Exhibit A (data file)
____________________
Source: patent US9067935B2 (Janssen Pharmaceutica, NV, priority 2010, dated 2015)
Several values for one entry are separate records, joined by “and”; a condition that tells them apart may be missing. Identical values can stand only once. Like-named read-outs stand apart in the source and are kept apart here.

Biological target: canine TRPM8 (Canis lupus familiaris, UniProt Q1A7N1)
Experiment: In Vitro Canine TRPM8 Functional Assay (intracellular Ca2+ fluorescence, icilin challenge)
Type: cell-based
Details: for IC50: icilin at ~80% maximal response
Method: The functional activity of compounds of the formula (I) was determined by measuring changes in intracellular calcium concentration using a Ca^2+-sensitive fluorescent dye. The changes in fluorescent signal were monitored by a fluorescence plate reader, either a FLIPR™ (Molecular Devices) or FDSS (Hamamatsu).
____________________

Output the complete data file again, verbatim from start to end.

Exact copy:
Source: patent US9067935B2 (Janssen Pharmaceutica, NV, priority 2010, dated 2015)
Several values for one entry are separate records, joined by “and”; a condition that tells them apart may be missing. Identical values can stand only once. Like-named read-outs stand apart in the source and are kept apart here.

Biological target: canine TRPM8 (Canis lupus familiaris, UniProt Q1A7N1)
Experiment: In Vitro Canine TRPM8 Functional Assay (intracellular Ca2+ fluorescence, icilin challenge)
Type: cell-based
Details: for IC50: icilin at ~80% maximal response
Method: The functional activity of compounds of the formula (I) was determined by measuring changes in intracellular calcium concentration using a Ca^2+-sensitive fluorescent dye. The changes in fluorescent signal were monitored by a fluorescence plate reader, either a FLIPR™ (Molecular Devices) or FDSS (Hamamatsu).